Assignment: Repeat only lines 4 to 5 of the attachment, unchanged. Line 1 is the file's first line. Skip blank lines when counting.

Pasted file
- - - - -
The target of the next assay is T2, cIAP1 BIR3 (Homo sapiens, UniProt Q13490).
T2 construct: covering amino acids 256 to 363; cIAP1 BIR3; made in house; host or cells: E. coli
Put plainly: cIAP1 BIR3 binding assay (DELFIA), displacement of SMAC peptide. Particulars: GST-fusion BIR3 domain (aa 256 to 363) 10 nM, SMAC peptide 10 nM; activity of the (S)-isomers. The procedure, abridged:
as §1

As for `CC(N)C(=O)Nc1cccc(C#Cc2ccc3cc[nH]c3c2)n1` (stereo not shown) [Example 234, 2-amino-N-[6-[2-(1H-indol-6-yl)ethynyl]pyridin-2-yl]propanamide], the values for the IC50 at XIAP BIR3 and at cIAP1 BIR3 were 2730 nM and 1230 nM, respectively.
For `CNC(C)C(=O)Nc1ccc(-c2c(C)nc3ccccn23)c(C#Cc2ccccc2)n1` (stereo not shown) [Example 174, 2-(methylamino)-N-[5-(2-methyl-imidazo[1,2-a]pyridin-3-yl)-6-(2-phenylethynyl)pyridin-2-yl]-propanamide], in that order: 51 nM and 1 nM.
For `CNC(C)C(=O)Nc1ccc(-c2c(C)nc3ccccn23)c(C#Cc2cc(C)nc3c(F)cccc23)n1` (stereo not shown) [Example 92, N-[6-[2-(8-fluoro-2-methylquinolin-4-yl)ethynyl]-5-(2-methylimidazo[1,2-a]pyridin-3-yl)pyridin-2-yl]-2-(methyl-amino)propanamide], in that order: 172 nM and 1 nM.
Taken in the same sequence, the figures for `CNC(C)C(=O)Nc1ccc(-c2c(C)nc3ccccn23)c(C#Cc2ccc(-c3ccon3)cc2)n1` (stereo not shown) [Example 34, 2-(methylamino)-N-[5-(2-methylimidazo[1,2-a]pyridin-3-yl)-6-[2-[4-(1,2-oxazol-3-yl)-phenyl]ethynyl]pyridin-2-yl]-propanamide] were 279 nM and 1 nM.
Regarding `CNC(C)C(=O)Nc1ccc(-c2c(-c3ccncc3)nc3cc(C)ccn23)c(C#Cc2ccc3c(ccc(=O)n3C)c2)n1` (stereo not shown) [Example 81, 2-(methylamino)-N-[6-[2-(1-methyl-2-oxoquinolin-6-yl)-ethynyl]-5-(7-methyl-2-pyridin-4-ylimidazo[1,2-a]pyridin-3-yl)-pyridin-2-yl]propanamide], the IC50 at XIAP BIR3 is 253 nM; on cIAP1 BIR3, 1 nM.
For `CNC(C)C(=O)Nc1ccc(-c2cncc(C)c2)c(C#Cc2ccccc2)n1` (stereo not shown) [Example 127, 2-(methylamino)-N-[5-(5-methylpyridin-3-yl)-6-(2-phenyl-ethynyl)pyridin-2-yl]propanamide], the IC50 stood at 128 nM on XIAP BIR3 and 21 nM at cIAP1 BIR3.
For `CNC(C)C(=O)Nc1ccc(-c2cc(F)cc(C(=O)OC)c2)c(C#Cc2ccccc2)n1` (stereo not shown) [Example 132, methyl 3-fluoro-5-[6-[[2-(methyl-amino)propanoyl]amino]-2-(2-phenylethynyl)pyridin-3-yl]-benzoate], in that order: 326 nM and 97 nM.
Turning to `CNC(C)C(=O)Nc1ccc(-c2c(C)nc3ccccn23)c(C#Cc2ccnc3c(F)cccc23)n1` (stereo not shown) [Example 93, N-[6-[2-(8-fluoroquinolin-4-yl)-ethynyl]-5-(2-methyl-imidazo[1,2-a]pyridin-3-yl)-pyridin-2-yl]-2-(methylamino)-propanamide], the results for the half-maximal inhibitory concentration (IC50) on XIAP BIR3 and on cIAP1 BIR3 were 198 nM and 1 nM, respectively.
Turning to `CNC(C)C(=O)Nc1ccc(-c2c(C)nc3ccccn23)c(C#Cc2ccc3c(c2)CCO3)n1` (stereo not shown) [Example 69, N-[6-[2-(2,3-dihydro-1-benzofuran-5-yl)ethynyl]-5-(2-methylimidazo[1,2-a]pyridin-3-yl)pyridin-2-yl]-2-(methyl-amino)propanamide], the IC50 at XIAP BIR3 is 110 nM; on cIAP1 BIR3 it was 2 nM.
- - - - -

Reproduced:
as §1

As for `CC(N)C(=O)Nc1cccc(C#Cc2ccc3cc[nH]c3c2)n1` (stereo not shown) [Example 234, 2-amino-N-[6-[2-(1H-indol-6-yl)ethynyl]pyridin-2-yl]propanamide], the values for the IC50 at XIAP BIR3 and at cIAP1 BIR3 were 2730 nM and 1230 nM, respectively.